Investment Opportunities in Tourism Attractions
New news is essential for destination marketing, particularly when it comes to developing regional tourism centres.
Products like Tasmania's Museum of Old and New Art (MONA) have raised the awareness of Austrlaia's regions to an international level. Tourism attractions can encourage dispersal of travellers to regional areas, leading to the development of complementary attractions, and ultimately changing the economic viability of regional areas.
The development of new tourism attractions exists in response to the overall appeal of a location, its population and visitor base, economic growth outlook and suitability for tourism development. Where these fundamentals intersect, the Australian Federal, and State and Territory Governments encourage innovative tourism development, with the private sector playing a pivotal role.
In fact, various State and Territory Governments have been involved with incentivising the development of attractions across Australia to stimulate tourism, including the South Australian Government’s contribution of $450 million towards the development of Adelaide Oval. The South Australian Government Financing Authority has also proposed a loan of up to $42 million to fund an adjacent 128-room Adelaide Oval Hotel, deeming the development an important addition to South Australia’s $6.7 billion visitor economy.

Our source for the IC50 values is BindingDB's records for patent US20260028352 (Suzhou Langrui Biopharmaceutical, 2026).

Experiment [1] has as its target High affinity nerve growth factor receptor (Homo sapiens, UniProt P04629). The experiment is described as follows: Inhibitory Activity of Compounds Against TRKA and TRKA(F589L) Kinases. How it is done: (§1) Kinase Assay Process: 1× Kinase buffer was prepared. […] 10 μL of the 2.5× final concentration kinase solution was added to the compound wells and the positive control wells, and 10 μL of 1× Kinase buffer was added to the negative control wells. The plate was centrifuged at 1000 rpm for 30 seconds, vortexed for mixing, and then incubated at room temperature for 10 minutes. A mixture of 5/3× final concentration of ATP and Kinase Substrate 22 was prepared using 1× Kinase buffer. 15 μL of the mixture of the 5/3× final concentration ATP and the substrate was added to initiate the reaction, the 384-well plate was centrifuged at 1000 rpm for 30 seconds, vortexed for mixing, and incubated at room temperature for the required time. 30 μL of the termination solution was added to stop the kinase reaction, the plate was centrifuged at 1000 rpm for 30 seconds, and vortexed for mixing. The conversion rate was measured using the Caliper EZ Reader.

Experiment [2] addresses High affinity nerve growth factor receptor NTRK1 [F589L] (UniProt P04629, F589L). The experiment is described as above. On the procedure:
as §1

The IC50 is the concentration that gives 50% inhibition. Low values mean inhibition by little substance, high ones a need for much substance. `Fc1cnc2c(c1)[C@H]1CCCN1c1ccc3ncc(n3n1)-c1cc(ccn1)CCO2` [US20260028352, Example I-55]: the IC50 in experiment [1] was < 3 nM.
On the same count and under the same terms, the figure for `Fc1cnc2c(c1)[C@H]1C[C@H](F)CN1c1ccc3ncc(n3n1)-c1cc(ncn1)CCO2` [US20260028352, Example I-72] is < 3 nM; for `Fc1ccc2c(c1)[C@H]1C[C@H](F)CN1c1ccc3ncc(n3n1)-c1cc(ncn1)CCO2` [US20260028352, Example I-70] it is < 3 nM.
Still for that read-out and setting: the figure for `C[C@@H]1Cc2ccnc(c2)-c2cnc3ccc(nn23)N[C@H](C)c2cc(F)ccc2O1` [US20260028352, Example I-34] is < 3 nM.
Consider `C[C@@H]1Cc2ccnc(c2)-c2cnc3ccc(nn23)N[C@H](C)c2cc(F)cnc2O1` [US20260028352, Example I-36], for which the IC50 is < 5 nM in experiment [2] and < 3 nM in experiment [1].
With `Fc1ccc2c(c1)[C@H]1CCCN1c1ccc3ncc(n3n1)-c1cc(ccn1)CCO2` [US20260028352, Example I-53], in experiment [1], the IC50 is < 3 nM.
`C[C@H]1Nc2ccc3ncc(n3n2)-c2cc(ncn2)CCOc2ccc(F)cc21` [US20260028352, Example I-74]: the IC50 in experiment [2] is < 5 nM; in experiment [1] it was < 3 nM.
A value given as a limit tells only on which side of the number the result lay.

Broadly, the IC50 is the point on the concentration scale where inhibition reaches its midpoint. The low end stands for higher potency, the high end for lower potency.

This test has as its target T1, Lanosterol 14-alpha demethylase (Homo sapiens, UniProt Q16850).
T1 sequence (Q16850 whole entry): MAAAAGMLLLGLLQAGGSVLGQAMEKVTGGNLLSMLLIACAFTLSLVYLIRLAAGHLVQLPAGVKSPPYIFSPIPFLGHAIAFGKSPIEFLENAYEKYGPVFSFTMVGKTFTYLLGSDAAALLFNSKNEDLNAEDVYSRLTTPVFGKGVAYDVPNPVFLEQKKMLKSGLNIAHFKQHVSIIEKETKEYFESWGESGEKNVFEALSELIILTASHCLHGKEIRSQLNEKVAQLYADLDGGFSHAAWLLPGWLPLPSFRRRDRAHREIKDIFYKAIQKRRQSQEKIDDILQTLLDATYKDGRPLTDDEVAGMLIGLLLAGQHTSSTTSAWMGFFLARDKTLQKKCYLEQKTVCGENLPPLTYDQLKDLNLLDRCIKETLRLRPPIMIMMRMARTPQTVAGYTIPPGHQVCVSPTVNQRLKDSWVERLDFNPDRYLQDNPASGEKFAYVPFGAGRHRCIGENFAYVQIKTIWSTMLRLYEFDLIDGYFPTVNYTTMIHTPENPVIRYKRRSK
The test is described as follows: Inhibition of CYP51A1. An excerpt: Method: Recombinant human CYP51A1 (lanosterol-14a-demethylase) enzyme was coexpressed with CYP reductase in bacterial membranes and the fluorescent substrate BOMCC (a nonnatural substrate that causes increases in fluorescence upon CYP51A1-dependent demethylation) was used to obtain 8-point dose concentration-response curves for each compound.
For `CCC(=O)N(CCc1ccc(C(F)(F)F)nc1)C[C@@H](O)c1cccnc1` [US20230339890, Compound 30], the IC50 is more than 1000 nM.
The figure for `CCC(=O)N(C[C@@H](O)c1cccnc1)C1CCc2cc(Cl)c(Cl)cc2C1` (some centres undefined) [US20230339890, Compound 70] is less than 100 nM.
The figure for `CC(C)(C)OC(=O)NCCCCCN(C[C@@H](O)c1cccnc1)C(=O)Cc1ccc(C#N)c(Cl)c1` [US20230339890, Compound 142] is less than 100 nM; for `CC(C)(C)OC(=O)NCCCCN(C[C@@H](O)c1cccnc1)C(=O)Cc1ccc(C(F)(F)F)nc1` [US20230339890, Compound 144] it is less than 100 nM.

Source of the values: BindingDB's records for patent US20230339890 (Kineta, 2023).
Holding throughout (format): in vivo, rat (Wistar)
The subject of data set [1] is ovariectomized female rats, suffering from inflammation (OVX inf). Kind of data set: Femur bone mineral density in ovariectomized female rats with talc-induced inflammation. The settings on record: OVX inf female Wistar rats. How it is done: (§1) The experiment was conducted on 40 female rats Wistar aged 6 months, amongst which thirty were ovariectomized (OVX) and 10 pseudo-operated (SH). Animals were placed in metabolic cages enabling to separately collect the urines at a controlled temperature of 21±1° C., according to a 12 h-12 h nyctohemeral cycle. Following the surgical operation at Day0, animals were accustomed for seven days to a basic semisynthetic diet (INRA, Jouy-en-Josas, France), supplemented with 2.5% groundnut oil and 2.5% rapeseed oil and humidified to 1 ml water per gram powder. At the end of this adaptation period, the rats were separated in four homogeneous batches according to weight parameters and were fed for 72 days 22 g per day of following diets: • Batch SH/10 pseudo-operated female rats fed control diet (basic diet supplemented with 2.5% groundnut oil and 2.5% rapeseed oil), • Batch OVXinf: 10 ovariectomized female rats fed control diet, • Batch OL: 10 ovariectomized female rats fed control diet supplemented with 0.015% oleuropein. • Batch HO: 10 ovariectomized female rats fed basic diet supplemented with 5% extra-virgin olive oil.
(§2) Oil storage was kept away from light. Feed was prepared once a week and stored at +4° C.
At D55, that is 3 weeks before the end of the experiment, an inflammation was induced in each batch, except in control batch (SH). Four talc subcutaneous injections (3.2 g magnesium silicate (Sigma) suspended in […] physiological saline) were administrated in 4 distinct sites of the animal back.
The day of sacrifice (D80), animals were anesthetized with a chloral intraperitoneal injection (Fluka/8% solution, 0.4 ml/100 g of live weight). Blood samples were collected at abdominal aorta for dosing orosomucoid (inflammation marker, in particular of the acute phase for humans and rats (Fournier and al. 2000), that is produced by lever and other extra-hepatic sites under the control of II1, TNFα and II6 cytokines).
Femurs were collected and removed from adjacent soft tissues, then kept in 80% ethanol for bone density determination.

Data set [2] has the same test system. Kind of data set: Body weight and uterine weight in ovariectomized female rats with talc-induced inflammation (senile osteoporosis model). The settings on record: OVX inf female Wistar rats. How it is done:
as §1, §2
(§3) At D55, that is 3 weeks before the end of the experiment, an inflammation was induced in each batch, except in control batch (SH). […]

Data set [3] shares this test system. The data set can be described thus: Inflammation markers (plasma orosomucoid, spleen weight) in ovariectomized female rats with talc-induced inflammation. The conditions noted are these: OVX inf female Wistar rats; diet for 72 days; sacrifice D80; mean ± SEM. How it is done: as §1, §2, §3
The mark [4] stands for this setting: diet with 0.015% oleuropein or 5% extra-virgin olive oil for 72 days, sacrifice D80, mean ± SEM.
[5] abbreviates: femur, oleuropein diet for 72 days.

The 'MONA Effect'
An anchor tourism product can transform a fairly unknown town into a destination. This is perhaps best illustrated via the ‘MONA effect’ - the notion of having unique attractions, such as MONA, to attract people from around the world.
In January 2011, the now-acclaimed Museum of Old and New Art (MONA) opened on the outskirts of Hobart, prompting the capital to enjoy an art-inspired renaissance. Since opening, approximately 2 million people have walked through MONA’s doors, representing a game changer for the small capital of Hobart and Tasmania overall. The state’s tourism numbers surpassed the million mark for the first time in 2013, driving an expansion of the local accommodation capacity.
The prospect of close to 3,000 rooms due to be added to Hobart’s hotel accommodation over the next few years is very much related to the influx of tourists that MONA has attracted. Furthermore, these visitors are more likely to spend more on hotel accommodation, restaurants and attractions than the kind of visitors which Tasmania was attracting before the quirky museum’s opening.
The latest development in this space is the $400 million development application which has been lodged by MONA for an on-site hotel project – a five-star, 176-room visual masterpiece comprising an outdoor concert stage, indoor theatre seating, day spa facility, conference rooms and an auditorium. Dining options will include a 180-seat public restaurant and 50-seat bar, in addition to a dedicated art centre featuring interactive art experiences for guests.